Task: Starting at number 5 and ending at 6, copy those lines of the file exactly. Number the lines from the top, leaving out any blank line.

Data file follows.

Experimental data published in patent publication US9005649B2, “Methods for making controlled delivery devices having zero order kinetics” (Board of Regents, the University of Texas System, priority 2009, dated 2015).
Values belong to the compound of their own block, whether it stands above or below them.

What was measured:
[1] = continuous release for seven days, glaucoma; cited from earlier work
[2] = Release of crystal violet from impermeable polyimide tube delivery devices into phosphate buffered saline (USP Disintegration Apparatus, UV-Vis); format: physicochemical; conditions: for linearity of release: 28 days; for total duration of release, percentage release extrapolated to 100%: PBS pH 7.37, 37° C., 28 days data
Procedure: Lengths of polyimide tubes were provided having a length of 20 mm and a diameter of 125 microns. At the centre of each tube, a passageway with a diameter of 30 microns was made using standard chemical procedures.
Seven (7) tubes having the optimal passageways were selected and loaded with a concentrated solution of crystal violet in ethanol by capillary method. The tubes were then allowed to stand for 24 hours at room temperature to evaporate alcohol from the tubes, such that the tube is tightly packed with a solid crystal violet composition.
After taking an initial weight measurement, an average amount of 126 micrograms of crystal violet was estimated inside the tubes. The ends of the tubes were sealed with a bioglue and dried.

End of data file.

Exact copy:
[2] = Release of crystal violet from impermeable polyimide tube delivery devices into phosphate buffered saline (USP Disintegration Apparatus, UV-Vis); format: physicochemical; conditions: for linearity of release: 28 days; for total duration of release, percentage release extrapolated to 100%: PBS pH 7.37, 37° C., 28 days data
Procedure: Lengths of polyimide tubes were provided having a length of 20 mm and a diameter of 125 microns. At the centre of each tube, a passageway with a diameter of 30 microns was made using standard chemical procedures.